This is the fourth or fifth time I’ve seen The Flaming Lips, but the first time seeing them in London. The legendary Brixton Academy brought the fans out in droves to see the spectacle that creative genius Wayne Coyne would deliver. I’m not really sure how to describe the crowd that included someone wearing a giant crying baby head and numerous rainbow and glitter-infused outfits. I even ran into The Clash’s Mick Jones at the show as it was rumored that he would be guesting that evening in one form or another (unfortunately, it was just that, a rumor). Earlier this year The Flaming Lips tapped Jones to serve as narrator on their surreal new song, “Giant Baby,” from their latest album King’s Mouth.

The Flaming Lips took to the stage, and an incredibly humble and personable Wayne Coyne chatted the crowd up and welcomed them to the show an detailing the night’s setup. Gazing into a mystical disco ball center stage, Coyne began to orchestrate the opening number with his back to the audience as a perfect build-up to what’s to follow. The show instantly transformed into an insanely colourful explosion of smoke, confetti, giant balloons, with a crowd that is losing their minds. But it’s not like one of those shows where the giant balloons bounce around the audience for one song, this went on for the ENTIRE show.

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TVD Live Shots: Pete Doherty and Carl Barat at Hackney Empire, 9/6

My quest to see The Libertines live in the UK since I moved here three years ago got a bit closer to completion. Earlier this year I saw a spectacular show from Pete Doherty and the Putra Madres, and now I can check Pete and Libertines frontman Carl Barât off the list.

It was billed as an acoustic gig, so I accepted the invite thinking two dudes, two guitars, one stripped-down acoustic set. I couldn’t have been more wrong. As part of an event series called SOMEWHERE, which is known for hosting a series of unusual shows around the world, somehow figured out how to light 1001 candles to illuminate the stage in one of the most beautiful venues in London, Hackney Empire.

Let me start by saying that I was there for the second night of two sold-out performances in what one would consider an “intimate” venue for the primary two Libertines. It’s also worth noting that you have to live in London to appreciate how much this town loves Mr. Doherty. From the infamous breakfast photo in Margate which would later become a full-on work of art as a mural, to just last week when the tabloids reported Pete on a Boris bike riding through central London with two huskies. There was one Tweet that captured this fascination with the musician perfectly, “It’s Pete Doherty’s world, we just live in it.”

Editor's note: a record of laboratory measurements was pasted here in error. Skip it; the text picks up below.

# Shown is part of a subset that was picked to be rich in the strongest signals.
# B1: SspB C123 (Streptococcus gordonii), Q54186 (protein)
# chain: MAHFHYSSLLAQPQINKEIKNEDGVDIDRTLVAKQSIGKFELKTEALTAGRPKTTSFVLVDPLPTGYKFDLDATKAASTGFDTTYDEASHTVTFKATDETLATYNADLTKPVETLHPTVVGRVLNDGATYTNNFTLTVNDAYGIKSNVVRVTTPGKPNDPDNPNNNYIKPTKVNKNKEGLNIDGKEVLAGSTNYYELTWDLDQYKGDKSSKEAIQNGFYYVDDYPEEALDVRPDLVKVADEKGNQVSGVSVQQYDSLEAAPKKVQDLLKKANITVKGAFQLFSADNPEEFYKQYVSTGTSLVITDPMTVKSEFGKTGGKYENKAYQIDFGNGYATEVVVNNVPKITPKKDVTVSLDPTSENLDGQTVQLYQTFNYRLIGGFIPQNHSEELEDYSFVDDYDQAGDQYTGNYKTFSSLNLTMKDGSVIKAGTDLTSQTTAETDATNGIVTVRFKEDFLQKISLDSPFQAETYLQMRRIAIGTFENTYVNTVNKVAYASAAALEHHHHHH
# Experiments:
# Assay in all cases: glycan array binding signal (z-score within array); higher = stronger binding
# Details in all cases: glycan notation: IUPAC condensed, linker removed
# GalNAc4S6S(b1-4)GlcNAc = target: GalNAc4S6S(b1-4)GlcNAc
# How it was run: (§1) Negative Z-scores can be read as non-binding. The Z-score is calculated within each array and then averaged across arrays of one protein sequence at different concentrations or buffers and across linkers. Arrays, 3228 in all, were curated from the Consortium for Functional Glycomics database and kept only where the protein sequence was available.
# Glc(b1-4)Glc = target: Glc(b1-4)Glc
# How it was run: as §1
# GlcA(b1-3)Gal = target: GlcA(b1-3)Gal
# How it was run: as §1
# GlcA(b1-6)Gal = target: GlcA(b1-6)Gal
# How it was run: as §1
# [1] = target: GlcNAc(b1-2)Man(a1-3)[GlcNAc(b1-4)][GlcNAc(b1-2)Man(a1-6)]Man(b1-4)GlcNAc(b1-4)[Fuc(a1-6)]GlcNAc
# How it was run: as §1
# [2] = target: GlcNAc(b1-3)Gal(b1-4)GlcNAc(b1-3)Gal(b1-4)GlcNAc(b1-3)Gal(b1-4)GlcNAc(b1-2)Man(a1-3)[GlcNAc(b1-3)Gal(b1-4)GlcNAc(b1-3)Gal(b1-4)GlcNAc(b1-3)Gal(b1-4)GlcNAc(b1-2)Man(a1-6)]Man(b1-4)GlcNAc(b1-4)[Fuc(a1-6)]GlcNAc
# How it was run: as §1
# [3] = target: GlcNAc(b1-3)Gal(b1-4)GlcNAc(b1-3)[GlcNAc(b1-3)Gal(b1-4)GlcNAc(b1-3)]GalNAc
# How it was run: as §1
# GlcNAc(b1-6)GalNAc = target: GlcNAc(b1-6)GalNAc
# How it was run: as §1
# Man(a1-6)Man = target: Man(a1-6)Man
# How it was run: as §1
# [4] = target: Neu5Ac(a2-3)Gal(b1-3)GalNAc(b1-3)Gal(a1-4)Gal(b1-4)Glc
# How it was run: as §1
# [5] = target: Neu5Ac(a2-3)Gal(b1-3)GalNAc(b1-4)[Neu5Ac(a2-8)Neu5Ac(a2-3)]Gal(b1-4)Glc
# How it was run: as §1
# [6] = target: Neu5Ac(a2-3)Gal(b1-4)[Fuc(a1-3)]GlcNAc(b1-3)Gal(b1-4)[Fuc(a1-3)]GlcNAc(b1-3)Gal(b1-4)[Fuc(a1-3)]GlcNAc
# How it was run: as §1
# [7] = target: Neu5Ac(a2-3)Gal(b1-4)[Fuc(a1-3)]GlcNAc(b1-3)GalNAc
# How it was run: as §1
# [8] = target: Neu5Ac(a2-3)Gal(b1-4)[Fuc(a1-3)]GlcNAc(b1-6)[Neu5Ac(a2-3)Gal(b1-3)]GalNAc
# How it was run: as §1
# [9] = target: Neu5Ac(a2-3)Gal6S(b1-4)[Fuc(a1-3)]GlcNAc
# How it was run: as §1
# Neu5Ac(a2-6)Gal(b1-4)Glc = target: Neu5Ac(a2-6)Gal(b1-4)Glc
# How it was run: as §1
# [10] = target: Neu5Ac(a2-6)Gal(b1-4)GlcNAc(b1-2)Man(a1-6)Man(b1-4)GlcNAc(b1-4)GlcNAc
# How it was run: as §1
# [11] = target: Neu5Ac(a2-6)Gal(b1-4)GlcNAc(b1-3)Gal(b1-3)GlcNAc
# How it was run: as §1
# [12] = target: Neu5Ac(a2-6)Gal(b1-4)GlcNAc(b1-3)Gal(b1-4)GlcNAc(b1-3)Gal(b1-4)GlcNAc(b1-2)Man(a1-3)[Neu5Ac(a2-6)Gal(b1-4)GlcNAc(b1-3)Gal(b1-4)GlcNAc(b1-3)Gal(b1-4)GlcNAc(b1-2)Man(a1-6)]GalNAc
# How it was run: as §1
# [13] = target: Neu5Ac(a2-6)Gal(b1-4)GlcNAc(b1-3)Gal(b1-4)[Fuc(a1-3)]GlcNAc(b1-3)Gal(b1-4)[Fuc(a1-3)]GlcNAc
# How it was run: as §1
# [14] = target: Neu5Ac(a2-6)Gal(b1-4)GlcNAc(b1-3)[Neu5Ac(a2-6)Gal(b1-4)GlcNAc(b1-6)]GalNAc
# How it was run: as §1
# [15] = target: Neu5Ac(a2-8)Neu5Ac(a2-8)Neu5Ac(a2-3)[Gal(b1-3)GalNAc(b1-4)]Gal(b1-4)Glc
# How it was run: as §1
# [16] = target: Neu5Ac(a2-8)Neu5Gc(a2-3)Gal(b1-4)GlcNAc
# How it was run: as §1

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TVD Live Shots:
Laura Jane Grace and
the Devouring Mothers at Liquid Rooms, 8/27

It’s like the time that I was at SXSW years ago before it became a bloated corporate mess. You could see a band play a set to an unassuming crowd and you just had a feeling that this was something special—music with a fucking purpose that’s going to make a difference. It’s remarkably well written and story-driven with the perfect balance of wit, angst, and emotion.

This is how I felt during and after watching Laura Jane Grace with her latest project The Devouring Mothers in Scotland last week at the Liquid Club. Touring in support of my new favourite record of 2019 Bought to Rot, she had the audacity and sheer confidence to play the record in its entirety and then say goodbye. No encore, just a simple thank you. And that was enough.

This isn’t Laura Jane’s usual forte in terms of musical genres. She’s trading in her punk rock roots for a mix of Springsteen, The Old 97’s, and The Sex Pistols for Bought to Rot and it works remarkably well for a live club gig. “Amsterdam Hotel Room,” “The Hotel Song,” “The Apology Song,” and the climax of the album in the form of “Valeria Golino” and the masterpiece closer “Manic Depression.” It plays like a concept album even though it’s a bit schizophrenic at times. The storytelling, the crescendos, the highs and lows—all take the listener on a journey.